Over the past year, I’ve written extensively on the issues with using simple challenge questions or more elaborate “out of wallet” or knowledge-based authentication (KBA) questions to identify banking customers.
In the recent interview with Tracey Kitten of BankInfoSecurity, “FFIEC: How Well Do Banks Conform?” Gartner analyst and fraud expert, Avivah Litan, expounds on some of these same industry challenges as they relate to the new FFIEC Guidance. She mentions that many banks are:
“Moving from simple challenge questions to follow the explicit guidance in the FFIEC update about using the more elaborate KBA or out of wallet type questions provided from public data aggregators.”
Avivah added that out of wallet questions can be expensive, and that it “remains to be seen how effective they work.”
Having had oversight of such processes during my career, I truly can appreciate the dilemma that banks and other institutions face. They are under extreme regulatory pressure to ensure they are adequately protecting their customers from identity theft, and as a result, they are authenticating every customer they interact with. But there needs to be a balance between managing fraud exposure, negative customer experience, and operational costs.
As I talk to many senior fraud and operations executives, the real struggle is not just what type of authentication products to utilize, it’s knowing when to deploy them and what customers to use them against. Every call that comes into banks today is not a credentialed call. They cannot be trusted, period. As such, the challenge is answering these critical questions:
- Which calls should be trusted?
- Which calls should required challenge questions?
- At what stage of the interaction should authentication tools be used?
- What are the costs and customer impact to using these tools?
Answering these important questions of what tool to use, and when to use it, is critical to a bank’s overall operation. It’s what will determine the operational costs, customer experience and fraud protection. Deploying technology without fully understanding the impact and effectiveness of new tools has driven up customer dissatisfaction and, in part, what has driven the FFIEC Guidance specifically related to Authentication.
While there is certainly a place for KBA and voice biometric, this is where the TrustID® network-based Physical Caller Authentication tool takes a unique approach to authenticating customers dialing into a bank’s call center. Rather than base the level of customer authentication on what the caller is requesting such as adding an authorized user, TrustID allows banks to route the incoming call based on the authenticity of the actual call. By making the Caller ID and ANI a trusted resource for identifying customers over the telephone, TrustID provides a strong certainty that the incoming call is truly the customer. Doing so also eliminates the conversation criminals rely on to socially engineer bank representatives.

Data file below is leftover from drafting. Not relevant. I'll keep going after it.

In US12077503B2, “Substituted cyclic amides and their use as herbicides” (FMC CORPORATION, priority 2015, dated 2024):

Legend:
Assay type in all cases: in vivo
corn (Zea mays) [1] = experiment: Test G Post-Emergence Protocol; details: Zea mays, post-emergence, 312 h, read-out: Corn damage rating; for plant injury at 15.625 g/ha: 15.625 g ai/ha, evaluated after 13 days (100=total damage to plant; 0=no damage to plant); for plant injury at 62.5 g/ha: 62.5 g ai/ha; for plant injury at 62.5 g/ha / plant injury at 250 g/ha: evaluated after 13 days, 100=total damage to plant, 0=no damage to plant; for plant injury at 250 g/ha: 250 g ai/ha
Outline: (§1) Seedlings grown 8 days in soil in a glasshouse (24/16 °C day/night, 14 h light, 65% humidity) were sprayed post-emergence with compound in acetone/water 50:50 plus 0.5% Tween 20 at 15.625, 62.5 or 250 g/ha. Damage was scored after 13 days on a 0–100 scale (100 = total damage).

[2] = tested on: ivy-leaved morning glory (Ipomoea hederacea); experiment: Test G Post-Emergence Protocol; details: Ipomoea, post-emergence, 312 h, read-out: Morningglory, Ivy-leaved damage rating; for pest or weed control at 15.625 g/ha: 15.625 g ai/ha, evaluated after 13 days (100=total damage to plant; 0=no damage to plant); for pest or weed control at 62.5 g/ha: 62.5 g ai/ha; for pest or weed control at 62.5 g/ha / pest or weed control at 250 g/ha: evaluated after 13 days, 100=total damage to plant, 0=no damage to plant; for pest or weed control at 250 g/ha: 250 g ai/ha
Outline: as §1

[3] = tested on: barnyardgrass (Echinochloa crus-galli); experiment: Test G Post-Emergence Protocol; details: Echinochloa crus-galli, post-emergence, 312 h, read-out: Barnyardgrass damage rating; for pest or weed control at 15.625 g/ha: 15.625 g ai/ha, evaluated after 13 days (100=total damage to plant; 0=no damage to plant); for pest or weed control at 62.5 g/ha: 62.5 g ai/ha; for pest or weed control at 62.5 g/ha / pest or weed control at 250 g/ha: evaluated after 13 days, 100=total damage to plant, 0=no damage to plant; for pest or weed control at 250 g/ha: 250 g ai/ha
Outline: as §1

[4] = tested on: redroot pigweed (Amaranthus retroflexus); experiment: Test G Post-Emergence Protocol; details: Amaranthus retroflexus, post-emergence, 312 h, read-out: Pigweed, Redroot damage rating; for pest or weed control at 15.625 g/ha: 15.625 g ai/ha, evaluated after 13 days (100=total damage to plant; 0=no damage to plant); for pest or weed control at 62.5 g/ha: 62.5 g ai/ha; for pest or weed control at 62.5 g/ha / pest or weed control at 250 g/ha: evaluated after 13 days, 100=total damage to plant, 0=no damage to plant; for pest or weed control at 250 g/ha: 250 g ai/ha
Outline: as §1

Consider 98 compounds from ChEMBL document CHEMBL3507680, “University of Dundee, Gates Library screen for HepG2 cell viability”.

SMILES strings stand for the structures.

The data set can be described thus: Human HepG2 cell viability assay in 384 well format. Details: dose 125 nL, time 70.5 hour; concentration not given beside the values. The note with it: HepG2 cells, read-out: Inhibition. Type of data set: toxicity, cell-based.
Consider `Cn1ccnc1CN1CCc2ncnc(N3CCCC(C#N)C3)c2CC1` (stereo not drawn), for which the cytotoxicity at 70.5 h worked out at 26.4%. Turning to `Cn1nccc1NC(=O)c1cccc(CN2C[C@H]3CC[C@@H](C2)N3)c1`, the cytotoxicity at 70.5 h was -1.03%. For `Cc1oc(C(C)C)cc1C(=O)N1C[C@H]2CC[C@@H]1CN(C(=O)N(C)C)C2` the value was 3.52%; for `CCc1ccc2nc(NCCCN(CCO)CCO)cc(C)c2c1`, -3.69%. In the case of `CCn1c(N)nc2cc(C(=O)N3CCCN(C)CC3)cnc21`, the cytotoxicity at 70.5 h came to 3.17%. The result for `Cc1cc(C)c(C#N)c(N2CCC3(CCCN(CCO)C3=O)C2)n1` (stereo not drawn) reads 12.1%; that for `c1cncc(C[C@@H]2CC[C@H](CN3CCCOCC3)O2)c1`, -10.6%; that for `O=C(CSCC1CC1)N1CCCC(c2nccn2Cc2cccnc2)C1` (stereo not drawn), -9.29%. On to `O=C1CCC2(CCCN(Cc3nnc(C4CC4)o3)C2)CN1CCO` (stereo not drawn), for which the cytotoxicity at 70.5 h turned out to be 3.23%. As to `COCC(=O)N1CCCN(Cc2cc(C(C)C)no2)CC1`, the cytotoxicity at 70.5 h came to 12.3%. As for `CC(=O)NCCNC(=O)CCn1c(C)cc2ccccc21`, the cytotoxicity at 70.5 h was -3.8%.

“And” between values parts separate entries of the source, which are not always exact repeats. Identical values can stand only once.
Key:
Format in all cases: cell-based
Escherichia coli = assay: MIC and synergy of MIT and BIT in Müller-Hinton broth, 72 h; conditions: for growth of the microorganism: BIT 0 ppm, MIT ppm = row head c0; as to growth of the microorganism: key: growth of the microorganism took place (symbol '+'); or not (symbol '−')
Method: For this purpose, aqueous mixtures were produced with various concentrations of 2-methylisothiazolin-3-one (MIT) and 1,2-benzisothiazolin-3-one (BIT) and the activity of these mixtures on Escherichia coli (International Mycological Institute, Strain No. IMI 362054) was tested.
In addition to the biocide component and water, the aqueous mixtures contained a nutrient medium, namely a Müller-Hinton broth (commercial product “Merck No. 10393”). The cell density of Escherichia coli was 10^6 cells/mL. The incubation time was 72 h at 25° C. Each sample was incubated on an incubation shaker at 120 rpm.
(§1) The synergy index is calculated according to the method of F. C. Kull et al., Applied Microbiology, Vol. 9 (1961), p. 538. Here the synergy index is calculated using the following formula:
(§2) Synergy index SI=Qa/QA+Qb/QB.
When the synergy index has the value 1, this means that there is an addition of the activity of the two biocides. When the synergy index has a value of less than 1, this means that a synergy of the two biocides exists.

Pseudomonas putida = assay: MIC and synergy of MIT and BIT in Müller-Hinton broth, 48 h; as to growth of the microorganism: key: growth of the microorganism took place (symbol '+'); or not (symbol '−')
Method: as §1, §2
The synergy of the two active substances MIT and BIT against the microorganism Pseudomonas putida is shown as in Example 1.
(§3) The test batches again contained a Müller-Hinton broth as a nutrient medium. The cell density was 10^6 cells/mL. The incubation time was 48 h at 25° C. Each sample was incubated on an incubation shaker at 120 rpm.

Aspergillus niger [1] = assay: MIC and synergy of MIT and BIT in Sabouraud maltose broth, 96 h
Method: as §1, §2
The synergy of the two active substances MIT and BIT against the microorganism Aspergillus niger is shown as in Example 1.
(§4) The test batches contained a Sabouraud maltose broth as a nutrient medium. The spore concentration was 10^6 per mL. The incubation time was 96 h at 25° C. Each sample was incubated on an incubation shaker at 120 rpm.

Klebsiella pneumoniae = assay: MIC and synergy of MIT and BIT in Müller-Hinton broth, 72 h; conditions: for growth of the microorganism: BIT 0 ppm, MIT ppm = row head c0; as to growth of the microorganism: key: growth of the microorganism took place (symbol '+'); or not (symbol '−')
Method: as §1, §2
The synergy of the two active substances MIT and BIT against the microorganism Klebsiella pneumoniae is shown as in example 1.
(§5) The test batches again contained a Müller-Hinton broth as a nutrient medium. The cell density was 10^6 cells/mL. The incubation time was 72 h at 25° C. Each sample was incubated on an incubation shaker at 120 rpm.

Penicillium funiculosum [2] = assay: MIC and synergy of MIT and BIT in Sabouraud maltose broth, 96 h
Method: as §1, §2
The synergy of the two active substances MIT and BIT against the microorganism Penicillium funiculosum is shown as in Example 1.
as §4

By automatically validating the physical location of the caller before the phone is answered, financial institutions can proactively identify fraudulent calls and address good customer inquiries faster, all without putting them through burdensome and costly telephone interrogations that are required by KBA solutions. In turn, if the TrustID solution deemed the incoming call as either spoofed, altered, or determined the source of the call was not trustworthy, then regardless of the customer request the bank may want to put the call to a representative for a second level of questioning.
Now that the bank has a much smaller population of customers they need to deploy expensive KBA towards, they can reduce costs, dramatically improve the customer experience through reduced interrogation for the majority of good customers, and fulfill the FFIEC’s multi-factor authentication best practices for identifying customers.
Today it is paramount for banks to develop a mutual ongoing trust with their customers. By allowing financial institutions to invisibly identify and stop telephone fraud before it happens, TrustID improves the level of customer service that’s critical to protecting customers, reducing fraud rates, and maintaining the sacred trust between banks and their valued customers.ANI, automatic number identification, call center fraud, challenge questions, FFIEC guidance, fraud rates, KBA, knowledge-based authentication, multi-factor authentication, Physical Caller Authentication, telephone channel, TrustID